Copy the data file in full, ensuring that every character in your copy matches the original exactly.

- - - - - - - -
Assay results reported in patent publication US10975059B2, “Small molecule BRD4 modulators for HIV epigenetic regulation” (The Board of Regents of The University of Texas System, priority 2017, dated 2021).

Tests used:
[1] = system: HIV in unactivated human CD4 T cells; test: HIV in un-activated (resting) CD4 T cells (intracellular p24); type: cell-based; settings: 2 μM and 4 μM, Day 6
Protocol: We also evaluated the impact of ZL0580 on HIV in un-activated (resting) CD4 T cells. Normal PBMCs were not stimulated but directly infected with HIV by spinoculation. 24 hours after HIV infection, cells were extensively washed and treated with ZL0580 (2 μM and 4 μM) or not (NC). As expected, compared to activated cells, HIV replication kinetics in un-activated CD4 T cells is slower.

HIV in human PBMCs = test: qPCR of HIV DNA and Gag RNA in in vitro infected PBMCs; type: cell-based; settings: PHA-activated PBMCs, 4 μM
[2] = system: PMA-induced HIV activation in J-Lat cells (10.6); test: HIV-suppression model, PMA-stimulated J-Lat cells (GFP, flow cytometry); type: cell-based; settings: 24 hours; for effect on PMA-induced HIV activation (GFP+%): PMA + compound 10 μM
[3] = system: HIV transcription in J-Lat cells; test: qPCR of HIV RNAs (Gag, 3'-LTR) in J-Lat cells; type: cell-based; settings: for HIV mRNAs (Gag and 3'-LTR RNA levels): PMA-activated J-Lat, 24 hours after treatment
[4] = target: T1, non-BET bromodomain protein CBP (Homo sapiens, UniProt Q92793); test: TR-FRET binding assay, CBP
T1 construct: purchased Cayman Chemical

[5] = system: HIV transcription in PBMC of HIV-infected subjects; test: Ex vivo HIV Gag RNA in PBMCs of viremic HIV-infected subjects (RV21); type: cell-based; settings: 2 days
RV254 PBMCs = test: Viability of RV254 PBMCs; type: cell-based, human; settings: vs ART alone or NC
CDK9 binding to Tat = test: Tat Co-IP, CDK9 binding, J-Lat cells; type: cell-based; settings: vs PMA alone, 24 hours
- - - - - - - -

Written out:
Assay results reported in patent publication US10975059B2, “Small molecule BRD4 modulators for HIV epigenetic regulation” (The Board of Regents of The University of Texas System, priority 2017, dated 2021).

Tests used:
[1] = system: HIV in unactivated human CD4 T cells; test: HIV in un-activated (resting) CD4 T cells (intracellular p24); type: cell-based; settings: 2 μM and 4 μM, Day 6
Protocol: We also evaluated the impact of ZL0580 on HIV in un-activated (resting) CD4 T cells. Normal PBMCs were not stimulated but directly infected with HIV by spinoculation. 24 hours after HIV infection, cells were extensively washed and treated with ZL0580 (2 μM and 4 μM) or not (NC). As expected, compared to activated cells, HIV replication kinetics in un-activated CD4 T cells is slower.

HIV in human PBMCs = test: qPCR of HIV DNA and Gag RNA in in vitro infected PBMCs; type: cell-based; settings: PHA-activated PBMCs, 4 μM
[2] = system: PMA-induced HIV activation in J-Lat cells (10.6); test: HIV-suppression model, PMA-stimulated J-Lat cells (GFP, flow cytometry); type: cell-based; settings: 24 hours; for effect on PMA-induced HIV activation (GFP+%): PMA + compound 10 μM
[3] = system: HIV transcription in J-Lat cells; test: qPCR of HIV RNAs (Gag, 3'-LTR) in J-Lat cells; type: cell-based; settings: for HIV mRNAs (Gag and 3'-LTR RNA levels): PMA-activated J-Lat, 24 hours after treatment
[4] = target: T1, non-BET bromodomain protein CBP (Homo sapiens, UniProt Q92793); test: TR-FRET binding assay, CBP
T1 construct: purchased Cayman Chemical

[5] = system: HIV transcription in PBMC of HIV-infected subjects; test: Ex vivo HIV Gag RNA in PBMCs of viremic HIV-infected subjects (RV21); type: cell-based; settings: 2 days
RV254 PBMCs = test: Viability of RV254 PBMCs; type: cell-based, human; settings: vs ART alone or NC
CDK9 binding to Tat = test: Tat Co-IP, CDK9 binding, J-Lat cells; type: cell-based; settings: vs PMA alone, 24 hours